Why haven’t I published a book yet?

It’s a question I get from almost everyone in my life who knows that I’m a writer.  It’s the first thing people ask when I mention that I’m a writer.  It also has an answer that is too complicated for small talk and is difficult for people, even other artists to understand.

To break it down, it can take anywhere from 3-6 months to write a first draft of a novel, accounting for the fact that I, like many unpublished writers, work a full time job and do not make any money from my writing.  A first draft of a novel is not like a finished painting, it is crap.  Utter crap.  No first draft is ever readable.  I take pride in the fact that I produce pretty decent first drafts, but even I consider my first drafts a mere skeleton of what the final product should look like.  Factor in that I write fantasy and the fifty thousand word standard for contemporary novels skyrockets to a minimum of one hundred thousand words and sometimes that stretches even the 6 month mark a little further out.

Subsequent drafts can also take anywhere from 3-6 months, but I’ll be more precise and say that a second and third draft will only take me about two months each to produce.  This is if I’m doing good with my writing schedule, not going out of town a lot and not working weird hours that affect my free time and sleeping time (which I frequently do).  Also barring the fact that I often get new ideas and will take a week to write those fresh ideas down and get them out of my system, then get back to whatever I was already working on.

So, a minimum of a year to get to a third or fourth draft, which a writer will be ready to show to someone else, preferably another writer, or their entire writing group if they’re lucky to have one.  We do this thing called critiquing, which is where we trade pieces of late-stage drafts with other writers and give them constructive feedback from a writer’s point of view, some of the most valuable feedback we can get for our drafts.  That puts us in the fourth or fifth draft, sometimes taking up to six months for another writer to give our draft the attention and feedback that it needs.  This is the step I am at with Shadowhand, my current fantasy project, I’m looking for someone who wants to trade critiques so I can get some good feedback to make it stronger.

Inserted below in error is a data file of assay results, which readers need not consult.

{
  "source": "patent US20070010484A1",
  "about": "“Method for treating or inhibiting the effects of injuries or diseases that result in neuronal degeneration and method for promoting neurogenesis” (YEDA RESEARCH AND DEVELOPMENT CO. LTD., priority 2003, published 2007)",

More important for writers planning to self publish, but also a valuable tool for writers looking to traditionally publish, is the beta reader.  A beta reader is someone in the writer’s target audience that reads the very polished version of the draft and answers specific questions regarding character and plot.  For instance, whether a certain sub plot works well in the story, or is confusing and distracting from another more important element.  A writer might ask their beta reader for their opinions on certain side characters that the writer isn’t sure they want to keep, or flesh out more, etc.  Depending on the number of beta readers, this process can take a while.  The larger the number of beta readers and the more diverse those people are, the better, but more readers means more time and everyone reads at a different pace.

So that puts us between four and six drafts of a novel, depending on the method a writer uses and if they choose to use the beta reader model.  For a first novel, the more eyes on it before an agent sees it, the better.

Which brings us to the agent.  For anyone hoping to traditionally publish through a publishing house, large or small, they need a literary agent.  This is a person who has connections at the publishing houses, knows editors and will read your manuscript and know the best people to send it to.  They make money off of your sales, taking a commission, basically, so it is in their best interest to get your book the best deal with the biggest publisher.  Finding an agent interested in your work can take several months, or even years.